Blastomycosis is an infection caused by inhaling microscopic particles (spores) produced by the fungus Blastomyces dermatitidis. Blastomycosis may be limited to the lungs or also involve the skin and bones. In its most severe form, the infection can spread throughout the body and involve many organ systems (systemic).
Blastomycosis is a fungal infection caused by Blastomyces dermatitidis. Although primarily an airborne disease, farmers and gardeners may become infected from contact with spores in the soil through cuts and scrapes. The fungus that causes the disease is found in moist soil and wood in the southeastern United States, the Mississippi River valley, southern Canada, and Central America. Blastomycosis is also called Gilchrist's disease, Chicago disease, or North American blastomycosis. Another South and Central American disease, paracoccidioidomycosis, is sometimes called South American blastomycosis, but despite the similar name, this disease is substantially different from North American blastomycosis. Canine blastomycosis, a common dog disease, is caused by the same fungus that infects humans. However, people do not get this disease from their dogs except only very rarely through dog bites.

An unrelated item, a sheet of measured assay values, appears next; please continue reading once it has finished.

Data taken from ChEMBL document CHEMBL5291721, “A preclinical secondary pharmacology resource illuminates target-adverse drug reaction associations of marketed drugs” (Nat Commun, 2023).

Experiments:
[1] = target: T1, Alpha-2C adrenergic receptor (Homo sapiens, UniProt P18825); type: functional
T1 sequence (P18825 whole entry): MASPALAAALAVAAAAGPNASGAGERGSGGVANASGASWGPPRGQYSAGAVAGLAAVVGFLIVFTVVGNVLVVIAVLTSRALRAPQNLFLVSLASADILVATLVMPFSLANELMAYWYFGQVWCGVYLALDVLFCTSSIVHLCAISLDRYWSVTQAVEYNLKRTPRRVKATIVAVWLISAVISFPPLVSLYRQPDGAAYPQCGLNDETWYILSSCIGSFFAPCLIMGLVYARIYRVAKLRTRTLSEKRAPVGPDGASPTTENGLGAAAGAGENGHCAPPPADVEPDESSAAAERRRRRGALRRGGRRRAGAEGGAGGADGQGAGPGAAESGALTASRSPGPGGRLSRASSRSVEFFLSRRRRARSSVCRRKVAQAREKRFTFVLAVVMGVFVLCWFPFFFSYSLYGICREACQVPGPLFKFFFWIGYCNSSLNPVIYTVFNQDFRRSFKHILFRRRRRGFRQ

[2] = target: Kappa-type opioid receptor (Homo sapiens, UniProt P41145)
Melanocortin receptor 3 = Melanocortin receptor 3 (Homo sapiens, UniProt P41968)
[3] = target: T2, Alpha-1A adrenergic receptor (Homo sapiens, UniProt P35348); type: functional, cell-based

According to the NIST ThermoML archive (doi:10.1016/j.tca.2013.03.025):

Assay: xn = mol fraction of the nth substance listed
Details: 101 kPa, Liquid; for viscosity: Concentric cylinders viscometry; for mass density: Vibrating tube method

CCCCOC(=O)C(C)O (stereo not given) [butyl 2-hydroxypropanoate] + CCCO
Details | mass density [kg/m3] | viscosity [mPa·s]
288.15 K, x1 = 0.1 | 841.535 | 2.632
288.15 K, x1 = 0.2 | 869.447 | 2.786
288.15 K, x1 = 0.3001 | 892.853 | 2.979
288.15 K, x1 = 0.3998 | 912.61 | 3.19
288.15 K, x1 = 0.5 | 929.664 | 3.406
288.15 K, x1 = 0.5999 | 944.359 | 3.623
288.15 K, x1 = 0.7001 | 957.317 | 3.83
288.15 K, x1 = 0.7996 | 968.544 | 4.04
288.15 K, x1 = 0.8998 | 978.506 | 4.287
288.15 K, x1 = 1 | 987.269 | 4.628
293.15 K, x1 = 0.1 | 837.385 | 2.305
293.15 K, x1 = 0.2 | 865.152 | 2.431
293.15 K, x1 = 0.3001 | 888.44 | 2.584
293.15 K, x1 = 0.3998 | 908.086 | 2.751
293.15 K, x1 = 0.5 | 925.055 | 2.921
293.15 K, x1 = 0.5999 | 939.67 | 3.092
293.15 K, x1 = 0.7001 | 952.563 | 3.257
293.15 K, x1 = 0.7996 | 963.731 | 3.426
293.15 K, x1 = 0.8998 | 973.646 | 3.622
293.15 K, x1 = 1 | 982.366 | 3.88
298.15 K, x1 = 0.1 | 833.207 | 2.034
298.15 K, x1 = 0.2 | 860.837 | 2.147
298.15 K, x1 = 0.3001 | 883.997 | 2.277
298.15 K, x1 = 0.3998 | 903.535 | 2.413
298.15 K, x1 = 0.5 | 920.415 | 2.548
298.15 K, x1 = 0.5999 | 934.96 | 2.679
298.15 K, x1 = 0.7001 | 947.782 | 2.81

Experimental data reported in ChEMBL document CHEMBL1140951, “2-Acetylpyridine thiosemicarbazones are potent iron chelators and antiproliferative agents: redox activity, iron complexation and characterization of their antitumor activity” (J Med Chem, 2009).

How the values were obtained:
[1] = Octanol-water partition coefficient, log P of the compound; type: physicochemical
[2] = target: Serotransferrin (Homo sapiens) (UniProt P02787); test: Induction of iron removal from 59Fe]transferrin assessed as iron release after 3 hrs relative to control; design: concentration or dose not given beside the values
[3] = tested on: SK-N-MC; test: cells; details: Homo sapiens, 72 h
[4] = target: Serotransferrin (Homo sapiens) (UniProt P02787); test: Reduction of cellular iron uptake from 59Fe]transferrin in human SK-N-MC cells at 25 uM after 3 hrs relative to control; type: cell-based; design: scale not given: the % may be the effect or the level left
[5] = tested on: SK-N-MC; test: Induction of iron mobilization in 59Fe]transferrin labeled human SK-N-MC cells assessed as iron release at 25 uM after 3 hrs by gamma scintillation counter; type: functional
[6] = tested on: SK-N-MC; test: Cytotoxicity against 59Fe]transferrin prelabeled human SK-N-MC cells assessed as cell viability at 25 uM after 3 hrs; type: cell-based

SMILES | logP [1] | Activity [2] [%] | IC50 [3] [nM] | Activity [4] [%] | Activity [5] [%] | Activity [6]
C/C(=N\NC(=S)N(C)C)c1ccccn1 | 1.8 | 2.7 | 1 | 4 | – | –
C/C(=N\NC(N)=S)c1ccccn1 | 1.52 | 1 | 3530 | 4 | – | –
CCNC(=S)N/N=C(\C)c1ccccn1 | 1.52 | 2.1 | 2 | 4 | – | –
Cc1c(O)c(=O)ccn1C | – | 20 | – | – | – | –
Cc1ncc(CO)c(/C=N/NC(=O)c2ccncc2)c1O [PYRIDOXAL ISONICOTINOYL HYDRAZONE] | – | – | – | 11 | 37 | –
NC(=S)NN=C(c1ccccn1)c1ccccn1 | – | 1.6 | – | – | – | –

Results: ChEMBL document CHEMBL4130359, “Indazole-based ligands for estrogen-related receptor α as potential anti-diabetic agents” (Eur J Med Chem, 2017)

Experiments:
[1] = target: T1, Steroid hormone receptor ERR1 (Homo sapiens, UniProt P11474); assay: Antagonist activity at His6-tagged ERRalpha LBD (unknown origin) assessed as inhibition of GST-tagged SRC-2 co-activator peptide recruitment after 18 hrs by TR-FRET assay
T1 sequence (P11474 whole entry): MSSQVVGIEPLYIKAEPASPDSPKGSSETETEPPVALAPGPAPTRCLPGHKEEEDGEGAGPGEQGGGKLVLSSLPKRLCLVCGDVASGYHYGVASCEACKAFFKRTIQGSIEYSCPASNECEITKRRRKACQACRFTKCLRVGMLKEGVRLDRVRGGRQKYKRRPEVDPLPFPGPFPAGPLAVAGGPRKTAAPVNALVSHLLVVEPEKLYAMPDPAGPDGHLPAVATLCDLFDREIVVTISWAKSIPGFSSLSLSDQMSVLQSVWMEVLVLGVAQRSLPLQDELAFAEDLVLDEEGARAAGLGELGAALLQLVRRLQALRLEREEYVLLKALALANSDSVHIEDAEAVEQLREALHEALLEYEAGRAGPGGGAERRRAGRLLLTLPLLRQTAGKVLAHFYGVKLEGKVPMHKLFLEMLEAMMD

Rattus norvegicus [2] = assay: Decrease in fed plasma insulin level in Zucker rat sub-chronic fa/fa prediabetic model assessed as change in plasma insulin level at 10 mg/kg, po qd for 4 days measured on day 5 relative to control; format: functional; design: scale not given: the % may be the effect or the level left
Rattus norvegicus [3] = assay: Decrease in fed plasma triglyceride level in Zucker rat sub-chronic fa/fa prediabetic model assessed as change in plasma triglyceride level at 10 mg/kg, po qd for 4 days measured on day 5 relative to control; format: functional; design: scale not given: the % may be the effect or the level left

Blastomycosis is a rare disease infecting only about 4 in every 100,000 people. It is at least six times more common in men than in women and tends to more often infect children and individuals in the 30-50 year old age group. People who have diabetes mellitus or who are taking drugs that suppress the immune system (immunocompromised) are more likely to develop blastomycosis. Although people with AIDS can get blastomycosis because of their weakened immune system, blastomycosis has not been one of the more common fungal infections associated with AIDS.
Causes and symptoms